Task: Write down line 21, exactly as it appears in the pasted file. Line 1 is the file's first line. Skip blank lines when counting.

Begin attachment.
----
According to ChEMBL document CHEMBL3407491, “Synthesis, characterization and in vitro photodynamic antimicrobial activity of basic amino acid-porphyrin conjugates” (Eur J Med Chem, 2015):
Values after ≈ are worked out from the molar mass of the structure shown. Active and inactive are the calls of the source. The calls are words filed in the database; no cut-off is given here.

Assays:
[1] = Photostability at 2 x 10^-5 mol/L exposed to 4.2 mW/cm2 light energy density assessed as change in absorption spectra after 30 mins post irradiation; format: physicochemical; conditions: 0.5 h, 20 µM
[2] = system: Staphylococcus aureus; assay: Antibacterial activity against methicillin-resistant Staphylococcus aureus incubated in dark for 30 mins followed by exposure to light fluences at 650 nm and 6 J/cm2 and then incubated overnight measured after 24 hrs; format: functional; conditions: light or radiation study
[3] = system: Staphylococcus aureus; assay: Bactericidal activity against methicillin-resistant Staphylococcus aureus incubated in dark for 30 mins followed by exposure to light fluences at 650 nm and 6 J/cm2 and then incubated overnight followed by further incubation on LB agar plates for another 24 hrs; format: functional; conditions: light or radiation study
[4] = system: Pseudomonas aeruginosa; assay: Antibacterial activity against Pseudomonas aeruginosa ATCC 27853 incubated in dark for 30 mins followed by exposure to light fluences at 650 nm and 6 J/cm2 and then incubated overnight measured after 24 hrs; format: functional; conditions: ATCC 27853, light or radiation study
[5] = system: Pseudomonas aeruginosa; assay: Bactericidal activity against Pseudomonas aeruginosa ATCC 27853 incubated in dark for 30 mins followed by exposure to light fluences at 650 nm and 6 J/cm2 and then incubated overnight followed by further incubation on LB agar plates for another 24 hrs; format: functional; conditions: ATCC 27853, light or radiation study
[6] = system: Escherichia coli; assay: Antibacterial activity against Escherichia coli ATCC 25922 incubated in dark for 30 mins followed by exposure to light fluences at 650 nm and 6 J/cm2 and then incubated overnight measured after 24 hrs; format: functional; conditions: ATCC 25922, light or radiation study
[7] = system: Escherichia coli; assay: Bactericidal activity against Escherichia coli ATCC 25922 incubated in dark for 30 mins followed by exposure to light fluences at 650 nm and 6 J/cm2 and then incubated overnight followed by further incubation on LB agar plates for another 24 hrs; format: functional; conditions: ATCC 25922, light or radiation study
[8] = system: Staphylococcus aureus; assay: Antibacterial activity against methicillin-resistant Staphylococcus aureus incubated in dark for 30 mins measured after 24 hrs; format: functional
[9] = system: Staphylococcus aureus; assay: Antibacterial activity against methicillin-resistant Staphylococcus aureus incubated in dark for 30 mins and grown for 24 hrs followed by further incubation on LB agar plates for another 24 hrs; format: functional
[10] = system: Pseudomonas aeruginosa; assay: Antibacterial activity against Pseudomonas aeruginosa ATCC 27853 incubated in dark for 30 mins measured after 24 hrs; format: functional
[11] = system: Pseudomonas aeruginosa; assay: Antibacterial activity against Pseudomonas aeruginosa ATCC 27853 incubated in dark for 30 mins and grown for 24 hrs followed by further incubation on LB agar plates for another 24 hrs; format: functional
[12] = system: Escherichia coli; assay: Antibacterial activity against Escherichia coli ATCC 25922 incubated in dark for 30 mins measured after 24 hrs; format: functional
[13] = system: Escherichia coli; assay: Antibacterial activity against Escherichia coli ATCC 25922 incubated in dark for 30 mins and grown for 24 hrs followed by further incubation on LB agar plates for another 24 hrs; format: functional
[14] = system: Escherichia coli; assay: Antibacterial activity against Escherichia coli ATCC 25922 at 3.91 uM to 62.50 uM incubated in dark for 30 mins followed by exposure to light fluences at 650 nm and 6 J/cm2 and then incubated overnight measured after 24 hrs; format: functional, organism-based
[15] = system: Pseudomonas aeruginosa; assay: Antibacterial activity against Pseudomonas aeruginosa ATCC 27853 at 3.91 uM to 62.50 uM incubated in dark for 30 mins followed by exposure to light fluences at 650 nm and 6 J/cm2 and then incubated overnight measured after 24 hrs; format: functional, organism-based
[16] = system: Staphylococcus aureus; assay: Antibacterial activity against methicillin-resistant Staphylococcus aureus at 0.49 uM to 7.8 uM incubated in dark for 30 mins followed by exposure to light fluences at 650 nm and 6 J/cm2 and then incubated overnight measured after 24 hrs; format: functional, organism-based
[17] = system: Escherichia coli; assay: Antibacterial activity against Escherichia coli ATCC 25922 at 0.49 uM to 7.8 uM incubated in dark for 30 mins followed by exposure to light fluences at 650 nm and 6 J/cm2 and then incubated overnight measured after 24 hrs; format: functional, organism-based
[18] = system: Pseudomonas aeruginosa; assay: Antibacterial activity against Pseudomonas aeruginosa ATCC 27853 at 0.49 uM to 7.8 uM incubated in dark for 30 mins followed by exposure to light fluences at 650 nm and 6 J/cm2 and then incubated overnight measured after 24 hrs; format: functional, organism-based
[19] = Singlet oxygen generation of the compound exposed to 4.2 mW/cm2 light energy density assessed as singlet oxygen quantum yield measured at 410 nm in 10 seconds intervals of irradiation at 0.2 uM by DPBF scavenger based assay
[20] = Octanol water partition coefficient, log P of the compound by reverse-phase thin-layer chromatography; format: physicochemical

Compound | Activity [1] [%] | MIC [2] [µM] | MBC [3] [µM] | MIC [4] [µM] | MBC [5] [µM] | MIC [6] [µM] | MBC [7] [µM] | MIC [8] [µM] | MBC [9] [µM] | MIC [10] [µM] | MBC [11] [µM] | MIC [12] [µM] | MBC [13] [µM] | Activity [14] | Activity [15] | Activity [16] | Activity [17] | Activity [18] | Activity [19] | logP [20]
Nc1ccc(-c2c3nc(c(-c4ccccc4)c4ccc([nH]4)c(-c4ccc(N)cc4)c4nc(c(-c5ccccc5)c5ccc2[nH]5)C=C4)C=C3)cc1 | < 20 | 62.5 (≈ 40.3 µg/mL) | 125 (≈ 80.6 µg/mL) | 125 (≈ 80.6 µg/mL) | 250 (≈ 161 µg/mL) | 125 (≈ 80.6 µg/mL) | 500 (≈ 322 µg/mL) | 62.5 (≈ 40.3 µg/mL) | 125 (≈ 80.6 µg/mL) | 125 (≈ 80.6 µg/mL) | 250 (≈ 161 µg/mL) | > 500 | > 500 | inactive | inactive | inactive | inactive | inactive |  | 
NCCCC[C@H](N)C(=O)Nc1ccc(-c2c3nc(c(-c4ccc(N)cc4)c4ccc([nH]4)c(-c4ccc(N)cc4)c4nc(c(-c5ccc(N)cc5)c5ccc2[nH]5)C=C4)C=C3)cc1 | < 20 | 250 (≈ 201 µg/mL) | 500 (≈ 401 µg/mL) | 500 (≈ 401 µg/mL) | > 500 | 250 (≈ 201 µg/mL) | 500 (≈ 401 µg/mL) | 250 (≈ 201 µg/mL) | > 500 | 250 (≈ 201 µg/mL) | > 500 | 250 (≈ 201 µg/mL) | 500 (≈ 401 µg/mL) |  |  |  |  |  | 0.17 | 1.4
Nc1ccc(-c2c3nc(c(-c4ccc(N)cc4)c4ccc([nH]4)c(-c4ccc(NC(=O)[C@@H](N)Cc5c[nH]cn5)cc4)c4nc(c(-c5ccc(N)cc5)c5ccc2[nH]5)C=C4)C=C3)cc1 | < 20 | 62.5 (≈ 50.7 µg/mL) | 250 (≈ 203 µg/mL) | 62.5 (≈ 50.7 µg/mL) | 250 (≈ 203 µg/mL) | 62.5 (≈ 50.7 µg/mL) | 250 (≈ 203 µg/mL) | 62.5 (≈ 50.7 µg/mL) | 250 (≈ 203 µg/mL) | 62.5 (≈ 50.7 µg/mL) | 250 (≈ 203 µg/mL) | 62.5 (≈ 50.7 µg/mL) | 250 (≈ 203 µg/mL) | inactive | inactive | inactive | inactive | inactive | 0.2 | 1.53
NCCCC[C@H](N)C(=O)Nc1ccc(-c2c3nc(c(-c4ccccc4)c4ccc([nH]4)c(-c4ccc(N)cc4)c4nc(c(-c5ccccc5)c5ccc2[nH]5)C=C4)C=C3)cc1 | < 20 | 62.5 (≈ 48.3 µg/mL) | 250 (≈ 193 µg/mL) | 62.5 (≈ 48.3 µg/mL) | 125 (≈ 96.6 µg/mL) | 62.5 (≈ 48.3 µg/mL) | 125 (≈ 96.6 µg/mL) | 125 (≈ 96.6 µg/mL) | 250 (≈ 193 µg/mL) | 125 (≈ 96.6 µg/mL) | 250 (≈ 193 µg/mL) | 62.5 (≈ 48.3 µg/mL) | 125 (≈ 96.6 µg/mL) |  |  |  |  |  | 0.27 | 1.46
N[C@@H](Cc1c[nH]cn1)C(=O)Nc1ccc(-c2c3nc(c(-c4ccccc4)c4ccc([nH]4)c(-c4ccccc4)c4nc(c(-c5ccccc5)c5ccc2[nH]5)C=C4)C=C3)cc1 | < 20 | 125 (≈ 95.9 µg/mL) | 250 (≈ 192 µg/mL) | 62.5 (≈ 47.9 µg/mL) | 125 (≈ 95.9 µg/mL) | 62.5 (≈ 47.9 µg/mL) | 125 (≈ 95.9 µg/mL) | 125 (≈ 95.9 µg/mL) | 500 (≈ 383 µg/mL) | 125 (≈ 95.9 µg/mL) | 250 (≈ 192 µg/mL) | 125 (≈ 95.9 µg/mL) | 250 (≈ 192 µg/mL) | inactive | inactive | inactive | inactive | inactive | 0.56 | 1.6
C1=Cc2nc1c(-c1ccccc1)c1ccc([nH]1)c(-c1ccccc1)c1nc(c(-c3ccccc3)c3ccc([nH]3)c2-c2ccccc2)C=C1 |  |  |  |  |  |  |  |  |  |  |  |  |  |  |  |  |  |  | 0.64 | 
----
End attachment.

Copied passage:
[18] = system: Pseudomonas aeruginosa; assay: Antibacterial activity against Pseudomonas aeruginosa ATCC 27853 at 0.49 uM to 7.8 uM incubated in dark for 30 mins followed by exposure to light fluences at 650 nm and 6 J/cm2 and then incubated overnight measured after 24 hrs; format: functional, organism-based